Controversial Stones Cover Finally Turned Down by Label

"It's been a complete waste of energy," says Jagger

December 7, 1968
Rolling Stones Keith Richards Mick Jagger Brian Jones BIll Wyman Charlie Watts
The original rejected album cover artwork of The Rolling Stone's 1968 album 'Beggar's Banquet'.
GAB Archive/Redferns

LONDON—"I've lost interest in that situation," says Mick Jagger of the controversy over the Stones' proposed bathroom-graffiti album cover, which has been finally turned down by Decca/London Records in favor of a simple and uncontroversial one.

"It's been a complete waste of energy," Mick told the New Musical Express. "We agreed to them using a different sleeve in the end and it still hasn't been realized yet. They change their minds all the time about it – come and go!"

Unofficial word from London Records, however, is that Beggar's Banquet will be released in a matter of days, some time around November 20th. The new cover will be an open invitation card to join the "beggar's banquet"—vividly and dingily illustrated on the inside cover.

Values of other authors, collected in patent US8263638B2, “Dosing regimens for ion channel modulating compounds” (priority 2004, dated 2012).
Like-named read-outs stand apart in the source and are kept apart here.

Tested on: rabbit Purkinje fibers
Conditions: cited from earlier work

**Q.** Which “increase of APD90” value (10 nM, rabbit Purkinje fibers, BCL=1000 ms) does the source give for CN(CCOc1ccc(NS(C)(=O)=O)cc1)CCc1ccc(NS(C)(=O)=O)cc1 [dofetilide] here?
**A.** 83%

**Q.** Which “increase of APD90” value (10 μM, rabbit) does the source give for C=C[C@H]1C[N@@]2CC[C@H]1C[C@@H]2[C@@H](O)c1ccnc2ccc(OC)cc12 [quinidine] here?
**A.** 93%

Jagger promises a new single by Christmastime, perhaps featuring the sound of his newly-bought Moog Synthesizer. Says Mick, "I haven't written anything yet, but we'll do it the usual way by getting it together in the studio at the time."

This story is from the December 7, 1968 issue of Rolling Stone.

To read the new issue of Rolling Stone online, plus the entire RS archive: Click Here

Music Main Next

blog comments powered by Disqus
Around the Web
Powered By ZergNet
Daily Newsletter

Get the latest RS news in your inbox.

Sign up to receive the Rolling Stone newsletter and special offers from RS and its
marketing partners.


We may use your e-mail address to send you the newsletter and offers that may interest you, on behalf of Rolling Stone and its partners. For more information please read our Privacy Policy.

Song Stories

“Long Walk Home”

Bruce Springsteen | 2007

When the subject of this mournful song returns home, he hardly recognizes his town. Springsteen told Rolling Stone the alienation the man feels is a metaphor for life in a politically altered post-9/11 America. “Who would have ever thought we’d live in a country without habeas corpus?” he said. “That’s Orwellian. That’s what political hysteria is about and how effective it is. I felt it in myself. You get frightened for your family, for your home. And you realize how countries can move way off course, very far from democratic ideals.”

More Song Stories entries »